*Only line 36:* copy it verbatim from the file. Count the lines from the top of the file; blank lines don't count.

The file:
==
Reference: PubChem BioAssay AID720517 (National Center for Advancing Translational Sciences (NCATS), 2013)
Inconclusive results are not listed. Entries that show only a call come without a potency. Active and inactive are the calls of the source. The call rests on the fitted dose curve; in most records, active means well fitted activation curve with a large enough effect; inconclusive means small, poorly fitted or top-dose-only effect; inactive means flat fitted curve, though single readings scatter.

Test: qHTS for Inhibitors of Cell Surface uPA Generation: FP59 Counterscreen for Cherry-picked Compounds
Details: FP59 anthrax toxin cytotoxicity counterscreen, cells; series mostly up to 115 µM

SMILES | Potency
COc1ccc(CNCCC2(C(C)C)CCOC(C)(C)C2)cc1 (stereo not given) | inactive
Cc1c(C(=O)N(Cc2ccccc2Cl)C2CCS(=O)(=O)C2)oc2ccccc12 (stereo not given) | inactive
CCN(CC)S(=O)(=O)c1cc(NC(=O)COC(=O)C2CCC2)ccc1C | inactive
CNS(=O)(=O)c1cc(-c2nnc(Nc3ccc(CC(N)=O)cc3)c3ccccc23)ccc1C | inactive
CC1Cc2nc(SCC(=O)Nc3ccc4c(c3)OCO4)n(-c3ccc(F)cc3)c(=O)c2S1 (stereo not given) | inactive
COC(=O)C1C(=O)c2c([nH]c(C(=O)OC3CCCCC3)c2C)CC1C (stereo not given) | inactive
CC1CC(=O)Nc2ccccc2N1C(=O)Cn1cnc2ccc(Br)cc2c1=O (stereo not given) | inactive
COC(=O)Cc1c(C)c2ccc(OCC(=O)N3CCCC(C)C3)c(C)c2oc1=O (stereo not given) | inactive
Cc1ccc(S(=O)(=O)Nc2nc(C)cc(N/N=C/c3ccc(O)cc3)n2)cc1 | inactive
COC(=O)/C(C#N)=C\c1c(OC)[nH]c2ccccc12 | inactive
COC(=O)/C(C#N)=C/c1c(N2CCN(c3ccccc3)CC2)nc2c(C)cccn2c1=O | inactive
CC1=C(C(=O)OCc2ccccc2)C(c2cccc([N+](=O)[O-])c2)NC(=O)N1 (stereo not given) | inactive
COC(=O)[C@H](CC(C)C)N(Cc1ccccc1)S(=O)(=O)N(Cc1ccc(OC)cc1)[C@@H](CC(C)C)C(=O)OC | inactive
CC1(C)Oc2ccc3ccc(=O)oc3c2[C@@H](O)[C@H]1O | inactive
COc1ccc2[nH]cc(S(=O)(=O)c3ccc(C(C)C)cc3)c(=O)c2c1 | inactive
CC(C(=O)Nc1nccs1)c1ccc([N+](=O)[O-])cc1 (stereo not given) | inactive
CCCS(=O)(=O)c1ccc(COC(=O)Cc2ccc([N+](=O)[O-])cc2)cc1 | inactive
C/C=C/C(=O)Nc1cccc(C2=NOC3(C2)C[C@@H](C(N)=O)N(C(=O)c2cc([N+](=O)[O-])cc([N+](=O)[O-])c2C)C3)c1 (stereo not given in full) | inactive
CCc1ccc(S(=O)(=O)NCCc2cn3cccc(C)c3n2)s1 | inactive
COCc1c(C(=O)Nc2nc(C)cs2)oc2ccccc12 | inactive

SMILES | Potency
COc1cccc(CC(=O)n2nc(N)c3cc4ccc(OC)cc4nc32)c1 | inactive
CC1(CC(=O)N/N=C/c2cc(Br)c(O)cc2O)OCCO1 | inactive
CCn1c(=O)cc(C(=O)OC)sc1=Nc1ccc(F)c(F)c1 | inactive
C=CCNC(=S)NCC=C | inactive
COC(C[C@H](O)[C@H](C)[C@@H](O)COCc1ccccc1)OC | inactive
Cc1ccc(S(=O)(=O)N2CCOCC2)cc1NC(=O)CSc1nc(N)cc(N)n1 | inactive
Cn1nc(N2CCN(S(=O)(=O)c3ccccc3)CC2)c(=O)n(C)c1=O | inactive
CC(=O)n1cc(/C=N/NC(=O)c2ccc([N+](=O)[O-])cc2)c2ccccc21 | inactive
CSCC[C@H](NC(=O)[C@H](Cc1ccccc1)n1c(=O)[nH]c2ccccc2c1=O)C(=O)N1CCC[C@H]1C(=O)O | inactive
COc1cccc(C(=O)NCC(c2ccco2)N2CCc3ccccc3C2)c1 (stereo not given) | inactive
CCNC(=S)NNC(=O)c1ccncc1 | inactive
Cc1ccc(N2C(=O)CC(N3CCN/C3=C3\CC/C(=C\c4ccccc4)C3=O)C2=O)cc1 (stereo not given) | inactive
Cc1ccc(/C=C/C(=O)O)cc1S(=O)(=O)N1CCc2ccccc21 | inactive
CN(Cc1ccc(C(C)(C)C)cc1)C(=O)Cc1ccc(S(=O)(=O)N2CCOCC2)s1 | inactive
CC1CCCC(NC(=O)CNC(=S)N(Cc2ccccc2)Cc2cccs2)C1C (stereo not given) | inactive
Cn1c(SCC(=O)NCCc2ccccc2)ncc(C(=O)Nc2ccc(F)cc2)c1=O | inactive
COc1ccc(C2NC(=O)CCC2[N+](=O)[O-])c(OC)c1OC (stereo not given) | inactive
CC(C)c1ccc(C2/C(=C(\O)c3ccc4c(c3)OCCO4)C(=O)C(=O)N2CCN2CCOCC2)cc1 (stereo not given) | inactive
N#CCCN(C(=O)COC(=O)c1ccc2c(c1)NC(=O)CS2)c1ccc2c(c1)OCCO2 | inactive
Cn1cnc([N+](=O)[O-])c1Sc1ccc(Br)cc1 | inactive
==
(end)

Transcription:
COc1cccc(C(=O)NCC(c2ccco2)N2CCc3ccccc3C2)c1 (stereo not given) | inactive